A sliding scale
Family succession is in decline in Ireland and this trend is set to continue, new research at University College Cork reveals.
The research carried out by Dr Bernadette Power and Dr Geraldine Ryan found that declining family sizes and an increase in opportunities for potential successors were the main contributing factors to the trend. Their research suggests that since small businesses are extremely vulnerable to leadership loss, it is imperative that they consciously plan for, and manage, leadership succession.
However, when compared to the UK, the tradition of family business succession is still relatively strong in this country.
Of the 392 owner-managers interviewed, 36pc said they intended to transfer the business to a family member.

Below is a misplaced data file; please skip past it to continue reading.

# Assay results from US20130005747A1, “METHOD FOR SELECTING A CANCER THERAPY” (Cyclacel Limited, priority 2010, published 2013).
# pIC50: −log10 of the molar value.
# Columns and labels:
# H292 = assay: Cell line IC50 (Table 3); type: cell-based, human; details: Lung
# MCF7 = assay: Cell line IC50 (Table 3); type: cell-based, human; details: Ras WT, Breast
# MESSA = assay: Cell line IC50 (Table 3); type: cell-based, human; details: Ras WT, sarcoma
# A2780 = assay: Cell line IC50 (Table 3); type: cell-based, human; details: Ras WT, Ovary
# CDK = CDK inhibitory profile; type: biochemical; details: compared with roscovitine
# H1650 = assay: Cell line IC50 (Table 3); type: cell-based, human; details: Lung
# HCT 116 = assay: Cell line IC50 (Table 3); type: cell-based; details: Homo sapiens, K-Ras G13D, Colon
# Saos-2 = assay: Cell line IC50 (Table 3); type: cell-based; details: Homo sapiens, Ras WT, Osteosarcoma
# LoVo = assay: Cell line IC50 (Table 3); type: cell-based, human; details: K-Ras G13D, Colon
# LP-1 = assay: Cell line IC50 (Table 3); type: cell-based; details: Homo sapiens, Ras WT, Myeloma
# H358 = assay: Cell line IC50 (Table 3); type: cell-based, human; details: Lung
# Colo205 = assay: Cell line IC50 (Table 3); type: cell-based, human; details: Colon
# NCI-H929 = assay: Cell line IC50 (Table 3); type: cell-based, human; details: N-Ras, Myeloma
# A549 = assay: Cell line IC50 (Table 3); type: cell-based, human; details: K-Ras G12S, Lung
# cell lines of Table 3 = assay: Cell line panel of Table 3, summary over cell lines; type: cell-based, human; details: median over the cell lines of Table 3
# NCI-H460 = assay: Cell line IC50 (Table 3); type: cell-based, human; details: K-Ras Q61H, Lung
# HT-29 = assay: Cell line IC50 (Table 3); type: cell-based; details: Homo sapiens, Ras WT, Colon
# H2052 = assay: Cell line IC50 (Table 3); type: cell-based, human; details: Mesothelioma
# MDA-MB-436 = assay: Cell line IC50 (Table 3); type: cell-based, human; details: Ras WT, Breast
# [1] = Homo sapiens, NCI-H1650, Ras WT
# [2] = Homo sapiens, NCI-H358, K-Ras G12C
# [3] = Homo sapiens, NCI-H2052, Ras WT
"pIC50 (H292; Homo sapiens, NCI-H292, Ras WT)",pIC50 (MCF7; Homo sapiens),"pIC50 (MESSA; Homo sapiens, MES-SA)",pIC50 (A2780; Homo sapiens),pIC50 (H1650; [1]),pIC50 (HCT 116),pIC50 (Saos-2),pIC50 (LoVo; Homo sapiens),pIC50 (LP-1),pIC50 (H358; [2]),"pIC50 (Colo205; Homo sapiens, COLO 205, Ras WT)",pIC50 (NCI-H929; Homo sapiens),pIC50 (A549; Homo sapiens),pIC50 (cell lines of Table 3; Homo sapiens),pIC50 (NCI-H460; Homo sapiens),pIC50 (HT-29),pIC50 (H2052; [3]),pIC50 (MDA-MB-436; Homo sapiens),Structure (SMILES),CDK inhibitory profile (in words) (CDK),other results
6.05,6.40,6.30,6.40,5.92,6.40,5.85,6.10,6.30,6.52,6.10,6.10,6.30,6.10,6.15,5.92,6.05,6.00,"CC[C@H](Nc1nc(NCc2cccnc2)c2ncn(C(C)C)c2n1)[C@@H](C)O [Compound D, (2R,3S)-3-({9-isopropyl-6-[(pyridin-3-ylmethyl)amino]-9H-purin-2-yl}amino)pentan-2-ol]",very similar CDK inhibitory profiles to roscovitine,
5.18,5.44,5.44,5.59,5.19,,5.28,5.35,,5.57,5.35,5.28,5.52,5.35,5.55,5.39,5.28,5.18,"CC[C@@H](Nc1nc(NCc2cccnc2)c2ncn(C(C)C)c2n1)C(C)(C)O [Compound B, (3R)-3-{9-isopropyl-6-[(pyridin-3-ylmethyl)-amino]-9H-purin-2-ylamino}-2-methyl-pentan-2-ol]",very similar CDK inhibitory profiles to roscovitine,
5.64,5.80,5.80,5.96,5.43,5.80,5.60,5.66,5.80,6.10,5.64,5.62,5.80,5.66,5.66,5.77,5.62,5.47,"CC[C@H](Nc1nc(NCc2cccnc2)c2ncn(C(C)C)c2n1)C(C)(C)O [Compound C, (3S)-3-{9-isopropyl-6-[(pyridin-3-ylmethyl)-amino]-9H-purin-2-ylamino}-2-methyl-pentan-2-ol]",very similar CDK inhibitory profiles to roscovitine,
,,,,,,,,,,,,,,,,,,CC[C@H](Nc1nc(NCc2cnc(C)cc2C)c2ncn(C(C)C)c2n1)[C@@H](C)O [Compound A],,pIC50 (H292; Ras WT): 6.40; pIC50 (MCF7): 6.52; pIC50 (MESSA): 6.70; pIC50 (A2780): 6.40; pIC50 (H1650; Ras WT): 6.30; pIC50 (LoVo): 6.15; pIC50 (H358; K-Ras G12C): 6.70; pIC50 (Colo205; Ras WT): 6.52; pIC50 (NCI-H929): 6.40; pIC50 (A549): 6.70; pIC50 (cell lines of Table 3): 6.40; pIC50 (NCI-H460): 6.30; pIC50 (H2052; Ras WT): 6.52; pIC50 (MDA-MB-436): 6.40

In 89pc of cases, the businesses were transferred to offspring where they demonstrated their prior commitment to the business. Generally the successor had worked in the business preceding its transfer.
Succession planning was considered important by these family businesses and 71pc had a succession plan. The research found that there was openness about this exit plan among family members.
However, there was some evidence of sibling rivalry where brothers and sisters were capable and willing to take over the operation at the time of transfer.
On average, the ownership of family firms in Ireland was transferred twice within the family.
However, the researchers warn that if the family business is a farm, the predecessor should be aware of the recent Commission on Taxation report, which proposes that agricultural relief for capital acquisitions tax be limited by reducing the discount on the market value from 90pc to 75pc. If the Government adopts these proposals, the tax liability of parties to the transfer will increase.
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